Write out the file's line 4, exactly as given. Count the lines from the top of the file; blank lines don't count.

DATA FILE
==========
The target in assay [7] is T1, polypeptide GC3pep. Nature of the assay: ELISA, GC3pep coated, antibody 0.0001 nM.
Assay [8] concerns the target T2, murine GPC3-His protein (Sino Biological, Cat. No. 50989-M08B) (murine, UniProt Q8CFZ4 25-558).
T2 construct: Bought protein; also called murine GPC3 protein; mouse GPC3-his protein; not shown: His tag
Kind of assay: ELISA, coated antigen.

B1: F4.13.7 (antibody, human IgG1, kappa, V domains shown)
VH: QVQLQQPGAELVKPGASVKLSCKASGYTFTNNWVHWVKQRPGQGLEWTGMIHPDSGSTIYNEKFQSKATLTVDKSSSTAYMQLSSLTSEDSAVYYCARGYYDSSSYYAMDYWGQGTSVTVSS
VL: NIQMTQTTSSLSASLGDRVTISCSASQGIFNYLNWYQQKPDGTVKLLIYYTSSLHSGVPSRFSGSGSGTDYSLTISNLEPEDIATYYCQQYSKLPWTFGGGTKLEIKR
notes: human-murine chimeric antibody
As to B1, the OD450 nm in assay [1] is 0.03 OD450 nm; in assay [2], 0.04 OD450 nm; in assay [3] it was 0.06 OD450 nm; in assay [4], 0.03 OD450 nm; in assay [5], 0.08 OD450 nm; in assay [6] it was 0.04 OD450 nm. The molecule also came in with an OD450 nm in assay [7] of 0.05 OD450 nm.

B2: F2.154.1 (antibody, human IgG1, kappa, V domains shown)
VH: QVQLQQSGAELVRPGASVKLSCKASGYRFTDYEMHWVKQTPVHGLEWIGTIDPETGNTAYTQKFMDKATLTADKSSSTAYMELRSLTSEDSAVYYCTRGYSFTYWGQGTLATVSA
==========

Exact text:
Kind of assay: ELISA, coated antigen.